“The United States is suspending one of the last major nuclear arms control treaties with Russia after heated conversations between the two powers recently failed to resolve a long-running accusation that Moscow is violating the Reagan-era treaty. Mr. Pompeo acknowledged a risk of a new arms race if the treaty is ultimately scrapped after the six-month window.” The New York Times, Feb 1, 2019

“In some states, lawmakers have sought to pass laws that would ban or severely restrict abortion in the event that Roe v. Wade is eventually overturned or effectively gutted (…) The court is likely to confront other abortion cases, too, as several state legislatures have recently enacted laws that seem calculated to try to force the Supreme Court to consider overruling Roe v. Wade, the 1973 decision that established a constitutional right to abortion.” The New York Times, Feb 8, 2019

“Mr. Trump’s willingness to invoke emergency powers to circumvent Congress is likely to go down as an extraordinary violation of constitutional norms — setting a precedent that future presidents of both parties may emulate to unilaterally achieve their own policy goals.” The New York Times, Feb 15, 2019

and it only gets worse…

Posted in Kids, pictures, Travel with tags , , , , , , , , , , , , on January 20, 2019 by xi'an

““This is absolutely the stupidest thing ever,” said Antar Davis, 23, a former zookeeper who showed up in the elephant house on Friday to take one last look at Maharani, a 9,100-pound Asian elephant, before the zoo closed.” The New York Times, Dec 29, 2018

“The Trump administration has stopped cooperating with UN investigators over potential human rights violations occurring inside America [and] ceased to respond to official complaints from UN special rapporteurs, the network of independent experts who act as global watchdogs on fundamental issues such as poverty, migration, freedom of expression and justice.” The Guardian, Jan 4, 2019

“I know more about drones than anybody,” he said (…) Mr. Trump took the low number [of a 16% approval in Europe] as a measure of how well he is doing in the United States. “If I were popular in Europe, I wouldn’t be doing my job.”” The New York Times, Jan 3, 2019

““Any deaths of children or others at the border are strictly the fault of the Democrats and their pathetic immigration policies that allow people to make the long trek thinking they can enter our country illegally.” The New York Times, Dec 30, 2018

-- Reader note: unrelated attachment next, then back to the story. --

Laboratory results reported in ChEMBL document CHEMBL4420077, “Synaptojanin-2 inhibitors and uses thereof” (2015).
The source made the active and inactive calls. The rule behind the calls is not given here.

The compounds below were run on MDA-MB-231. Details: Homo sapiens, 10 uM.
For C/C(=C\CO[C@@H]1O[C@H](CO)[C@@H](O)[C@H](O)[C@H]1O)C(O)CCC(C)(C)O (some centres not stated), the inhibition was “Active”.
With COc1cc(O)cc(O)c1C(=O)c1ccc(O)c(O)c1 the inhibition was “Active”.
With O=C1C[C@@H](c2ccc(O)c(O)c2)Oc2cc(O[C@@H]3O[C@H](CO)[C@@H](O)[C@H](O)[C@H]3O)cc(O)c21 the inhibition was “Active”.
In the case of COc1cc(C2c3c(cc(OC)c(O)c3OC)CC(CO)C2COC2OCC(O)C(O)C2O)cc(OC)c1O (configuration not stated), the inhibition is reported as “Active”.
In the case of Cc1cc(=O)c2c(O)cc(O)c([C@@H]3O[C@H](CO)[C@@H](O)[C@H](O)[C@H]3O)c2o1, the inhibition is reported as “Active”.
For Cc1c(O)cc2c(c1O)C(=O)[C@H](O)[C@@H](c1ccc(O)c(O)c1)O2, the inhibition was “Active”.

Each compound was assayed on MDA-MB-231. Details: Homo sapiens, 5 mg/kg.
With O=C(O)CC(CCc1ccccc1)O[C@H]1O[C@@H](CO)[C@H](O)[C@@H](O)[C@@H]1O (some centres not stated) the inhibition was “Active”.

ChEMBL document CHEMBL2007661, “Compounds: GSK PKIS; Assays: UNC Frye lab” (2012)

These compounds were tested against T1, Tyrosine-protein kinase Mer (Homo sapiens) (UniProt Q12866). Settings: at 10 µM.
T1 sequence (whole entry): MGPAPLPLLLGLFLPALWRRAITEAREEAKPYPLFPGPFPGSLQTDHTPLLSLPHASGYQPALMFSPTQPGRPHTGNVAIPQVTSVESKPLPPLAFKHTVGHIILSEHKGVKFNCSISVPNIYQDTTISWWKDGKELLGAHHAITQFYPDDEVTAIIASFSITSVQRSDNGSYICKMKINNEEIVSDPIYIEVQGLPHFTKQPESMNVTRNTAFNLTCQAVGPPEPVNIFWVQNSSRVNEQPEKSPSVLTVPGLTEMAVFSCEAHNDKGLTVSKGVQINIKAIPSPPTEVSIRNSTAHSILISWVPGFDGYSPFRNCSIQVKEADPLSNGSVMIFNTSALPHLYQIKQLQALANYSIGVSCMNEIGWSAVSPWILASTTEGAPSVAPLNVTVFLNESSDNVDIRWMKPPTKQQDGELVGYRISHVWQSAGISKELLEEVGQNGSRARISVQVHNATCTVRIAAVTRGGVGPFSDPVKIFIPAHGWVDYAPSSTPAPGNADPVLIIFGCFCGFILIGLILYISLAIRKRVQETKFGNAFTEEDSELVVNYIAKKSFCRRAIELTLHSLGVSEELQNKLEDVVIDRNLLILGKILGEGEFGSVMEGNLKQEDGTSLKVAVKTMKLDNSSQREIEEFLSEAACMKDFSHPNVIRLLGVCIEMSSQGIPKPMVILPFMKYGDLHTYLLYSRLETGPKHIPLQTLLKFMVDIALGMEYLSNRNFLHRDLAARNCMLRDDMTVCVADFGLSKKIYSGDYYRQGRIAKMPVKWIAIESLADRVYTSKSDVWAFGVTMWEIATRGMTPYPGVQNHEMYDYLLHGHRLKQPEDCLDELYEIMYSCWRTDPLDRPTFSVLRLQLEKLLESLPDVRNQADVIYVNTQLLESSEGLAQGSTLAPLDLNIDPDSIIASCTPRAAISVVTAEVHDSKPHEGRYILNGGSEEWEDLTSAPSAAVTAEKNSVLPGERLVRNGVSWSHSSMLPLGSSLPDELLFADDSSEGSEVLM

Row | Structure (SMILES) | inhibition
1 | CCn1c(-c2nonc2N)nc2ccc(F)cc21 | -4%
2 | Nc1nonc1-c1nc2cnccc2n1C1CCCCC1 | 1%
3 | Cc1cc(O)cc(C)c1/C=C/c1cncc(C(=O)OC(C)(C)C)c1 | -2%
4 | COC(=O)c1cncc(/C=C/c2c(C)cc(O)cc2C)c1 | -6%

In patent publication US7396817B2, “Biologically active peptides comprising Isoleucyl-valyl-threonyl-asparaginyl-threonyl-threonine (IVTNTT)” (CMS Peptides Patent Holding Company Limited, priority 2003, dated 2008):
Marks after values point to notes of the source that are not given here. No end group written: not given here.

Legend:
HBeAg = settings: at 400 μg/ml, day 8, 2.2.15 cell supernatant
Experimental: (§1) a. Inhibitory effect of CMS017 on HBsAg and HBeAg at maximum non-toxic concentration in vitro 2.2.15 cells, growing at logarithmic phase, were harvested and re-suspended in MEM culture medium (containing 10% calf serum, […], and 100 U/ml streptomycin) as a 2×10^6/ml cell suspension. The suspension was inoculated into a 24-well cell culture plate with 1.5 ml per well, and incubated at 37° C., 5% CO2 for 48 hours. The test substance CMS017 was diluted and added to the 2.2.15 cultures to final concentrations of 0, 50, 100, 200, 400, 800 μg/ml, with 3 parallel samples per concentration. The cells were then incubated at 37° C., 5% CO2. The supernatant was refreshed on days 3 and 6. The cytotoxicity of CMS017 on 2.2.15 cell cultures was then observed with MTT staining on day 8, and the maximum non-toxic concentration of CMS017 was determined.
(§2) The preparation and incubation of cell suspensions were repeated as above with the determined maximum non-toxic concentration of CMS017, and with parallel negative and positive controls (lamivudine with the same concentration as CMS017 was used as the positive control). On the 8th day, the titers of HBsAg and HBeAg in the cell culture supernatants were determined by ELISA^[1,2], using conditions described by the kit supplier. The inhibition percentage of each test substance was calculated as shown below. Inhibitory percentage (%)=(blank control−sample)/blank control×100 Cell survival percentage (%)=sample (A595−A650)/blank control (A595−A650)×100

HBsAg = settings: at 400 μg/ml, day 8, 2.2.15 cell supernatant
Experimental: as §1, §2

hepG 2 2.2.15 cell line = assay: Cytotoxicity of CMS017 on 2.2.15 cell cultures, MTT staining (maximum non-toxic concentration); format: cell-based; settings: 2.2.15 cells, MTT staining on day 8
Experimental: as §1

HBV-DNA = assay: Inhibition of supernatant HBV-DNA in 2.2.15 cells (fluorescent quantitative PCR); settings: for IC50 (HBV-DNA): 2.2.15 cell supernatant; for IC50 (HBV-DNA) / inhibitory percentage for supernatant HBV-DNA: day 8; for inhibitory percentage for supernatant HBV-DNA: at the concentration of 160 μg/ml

how one journalist’s death provoked a backlash that thousands dead in Yemen did not

Posted in pictures with tags , , , , , , , on October 19, 2018 by xi'an

and it only gets worse…

Posted in Kids, pictures with tags , , , , , , , , , , , , , , on September 28, 2018 by xi'an

“…in less than two years, my administration has accomplished more than almost any administration in the history of our country.” Donald T.

“President Trump is building a wall of tariffs around the domestic economy, attempting to protect American jobs by limiting imports. But a tire factory that opened last year in Richburg, S.C., offers a reminder that globalization is hard to stop.”  NYT, Sep 18

“Worried their chance to cement a conservative majority on the Supreme Court could slip away, a growing number of evangelical and anti-abortion leaders are expressing frustration that Senate Republicans and the White House are not protecting Judge Brett M. Kavanaugh more forcefully from a sexual assault allegation”  NYT, Sep 20

 President Trump rejected the official estimate from the Puerto Rico government that nearly 3,000 people died from Hurricane Maria through a series of misleading or false claims: He cited an outdated tally that officials had acknowledged almost immediately was too low, misleadingly suggested that doubt over the tally did not emerge until “a long time later,” accused Democrats, without evidence, of inflating the figures and wrongly described the current official estimate as counting all deaths on the island, regardless of whether they were related to the storm.” NYT, Sep 13